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## How a DDE compares to an ODE

### Differences in how you specify the problem

A so-called initial-value problem for an ordinary differential equation (ODE) is completely determined by the equation itself:

(where f is a smooth-enough function) and the value of the state at the initial instant of time .
(Yes, the state can be composed of several EJS variables, including arrays.)

With this information, the solvers can proceed to find the numerical solution of the ODE.

But, for a delay differential equation (DDE), the problem requires the equation:

(where f is again a smooth-enough function) and the values of the state for all past values of time:   .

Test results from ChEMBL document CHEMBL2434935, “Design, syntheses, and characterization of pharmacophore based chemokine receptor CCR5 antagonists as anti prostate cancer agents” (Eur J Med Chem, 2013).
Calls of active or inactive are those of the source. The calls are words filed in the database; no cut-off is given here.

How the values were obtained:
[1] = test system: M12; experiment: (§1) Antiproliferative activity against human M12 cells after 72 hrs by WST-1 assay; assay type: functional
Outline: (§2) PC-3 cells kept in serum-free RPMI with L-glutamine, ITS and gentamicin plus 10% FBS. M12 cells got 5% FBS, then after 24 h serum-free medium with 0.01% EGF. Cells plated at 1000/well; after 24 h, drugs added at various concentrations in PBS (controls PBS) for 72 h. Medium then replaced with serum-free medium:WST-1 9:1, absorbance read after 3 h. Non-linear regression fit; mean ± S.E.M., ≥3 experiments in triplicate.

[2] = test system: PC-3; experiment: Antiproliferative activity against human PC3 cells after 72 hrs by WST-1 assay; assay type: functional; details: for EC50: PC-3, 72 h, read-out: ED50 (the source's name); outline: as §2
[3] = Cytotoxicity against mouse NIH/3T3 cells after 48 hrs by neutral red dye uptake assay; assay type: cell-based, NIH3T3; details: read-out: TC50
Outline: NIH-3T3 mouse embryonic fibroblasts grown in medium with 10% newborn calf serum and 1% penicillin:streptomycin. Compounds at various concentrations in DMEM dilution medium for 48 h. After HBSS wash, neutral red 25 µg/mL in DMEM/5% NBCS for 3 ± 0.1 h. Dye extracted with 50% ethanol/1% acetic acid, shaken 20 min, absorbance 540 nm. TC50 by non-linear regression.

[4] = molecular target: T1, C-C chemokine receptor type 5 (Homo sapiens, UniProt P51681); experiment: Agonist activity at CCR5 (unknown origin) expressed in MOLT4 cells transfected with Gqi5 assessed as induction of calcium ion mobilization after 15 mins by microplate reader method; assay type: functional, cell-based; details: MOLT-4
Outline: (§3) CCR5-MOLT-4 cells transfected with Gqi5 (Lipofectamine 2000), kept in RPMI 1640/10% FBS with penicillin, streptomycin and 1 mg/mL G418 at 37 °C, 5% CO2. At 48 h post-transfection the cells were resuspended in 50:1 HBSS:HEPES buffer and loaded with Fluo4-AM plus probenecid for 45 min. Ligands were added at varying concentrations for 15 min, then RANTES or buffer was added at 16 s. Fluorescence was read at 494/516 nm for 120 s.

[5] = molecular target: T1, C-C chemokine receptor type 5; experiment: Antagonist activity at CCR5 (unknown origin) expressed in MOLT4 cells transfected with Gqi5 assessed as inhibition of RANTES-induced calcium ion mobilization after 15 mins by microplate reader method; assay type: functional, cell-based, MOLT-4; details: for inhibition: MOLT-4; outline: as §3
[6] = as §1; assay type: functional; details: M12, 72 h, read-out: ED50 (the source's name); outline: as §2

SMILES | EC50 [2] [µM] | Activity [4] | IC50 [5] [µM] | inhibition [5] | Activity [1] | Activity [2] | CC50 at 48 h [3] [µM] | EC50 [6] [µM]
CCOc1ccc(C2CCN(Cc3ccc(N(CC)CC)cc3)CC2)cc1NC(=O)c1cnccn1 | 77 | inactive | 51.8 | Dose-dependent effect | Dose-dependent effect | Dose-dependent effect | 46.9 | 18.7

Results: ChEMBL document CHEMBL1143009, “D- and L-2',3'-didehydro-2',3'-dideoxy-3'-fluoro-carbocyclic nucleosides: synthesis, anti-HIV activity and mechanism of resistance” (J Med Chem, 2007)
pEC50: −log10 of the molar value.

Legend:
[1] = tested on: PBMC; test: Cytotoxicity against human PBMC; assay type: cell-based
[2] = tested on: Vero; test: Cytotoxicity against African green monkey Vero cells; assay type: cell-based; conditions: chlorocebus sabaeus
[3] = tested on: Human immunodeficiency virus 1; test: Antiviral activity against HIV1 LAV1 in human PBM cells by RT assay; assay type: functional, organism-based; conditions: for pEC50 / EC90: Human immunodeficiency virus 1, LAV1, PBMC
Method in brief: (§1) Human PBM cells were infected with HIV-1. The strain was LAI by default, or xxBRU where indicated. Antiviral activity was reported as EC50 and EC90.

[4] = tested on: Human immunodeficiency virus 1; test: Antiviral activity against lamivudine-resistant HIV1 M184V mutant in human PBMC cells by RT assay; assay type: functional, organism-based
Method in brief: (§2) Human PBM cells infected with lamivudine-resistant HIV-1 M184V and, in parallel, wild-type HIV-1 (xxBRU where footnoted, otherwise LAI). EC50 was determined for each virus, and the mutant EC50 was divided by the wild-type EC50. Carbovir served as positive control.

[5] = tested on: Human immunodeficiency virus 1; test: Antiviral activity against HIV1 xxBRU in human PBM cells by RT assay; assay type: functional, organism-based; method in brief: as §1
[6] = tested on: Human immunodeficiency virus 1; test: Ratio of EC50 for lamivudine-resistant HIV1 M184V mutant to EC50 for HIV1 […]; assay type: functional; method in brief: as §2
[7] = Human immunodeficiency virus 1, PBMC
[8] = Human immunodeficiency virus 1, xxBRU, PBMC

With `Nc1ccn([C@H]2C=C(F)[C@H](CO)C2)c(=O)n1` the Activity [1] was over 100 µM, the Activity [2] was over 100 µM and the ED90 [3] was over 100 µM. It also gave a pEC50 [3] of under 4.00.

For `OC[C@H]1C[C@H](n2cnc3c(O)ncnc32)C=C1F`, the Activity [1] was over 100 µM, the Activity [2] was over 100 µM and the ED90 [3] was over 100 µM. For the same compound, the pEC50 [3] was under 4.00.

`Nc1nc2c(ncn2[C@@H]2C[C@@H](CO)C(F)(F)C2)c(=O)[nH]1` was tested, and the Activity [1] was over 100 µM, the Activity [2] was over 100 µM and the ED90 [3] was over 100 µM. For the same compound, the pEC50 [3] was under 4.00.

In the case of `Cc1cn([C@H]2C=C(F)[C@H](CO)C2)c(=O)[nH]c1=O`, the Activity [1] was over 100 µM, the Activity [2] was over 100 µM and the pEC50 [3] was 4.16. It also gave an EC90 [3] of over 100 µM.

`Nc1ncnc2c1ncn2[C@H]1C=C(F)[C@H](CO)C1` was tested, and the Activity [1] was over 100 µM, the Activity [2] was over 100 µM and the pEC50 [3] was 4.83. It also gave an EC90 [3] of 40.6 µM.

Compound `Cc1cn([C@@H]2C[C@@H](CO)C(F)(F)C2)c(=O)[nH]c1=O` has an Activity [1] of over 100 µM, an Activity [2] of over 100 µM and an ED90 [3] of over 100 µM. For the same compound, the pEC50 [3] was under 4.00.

(Well, to be precise, at least as far in the past as the maximum delay, ).

We call these values in EJS, the pre-initial conditions.

### Differences in how the solvers work

There are also differences in how the solvers proceed to step the solution of an DDE in time. In particular, one must take care in propagating correctly in time the discontinuities of the pre-initial conditions. EJS takes care of all these subtleties and requires only the minimum information that must be provided by you.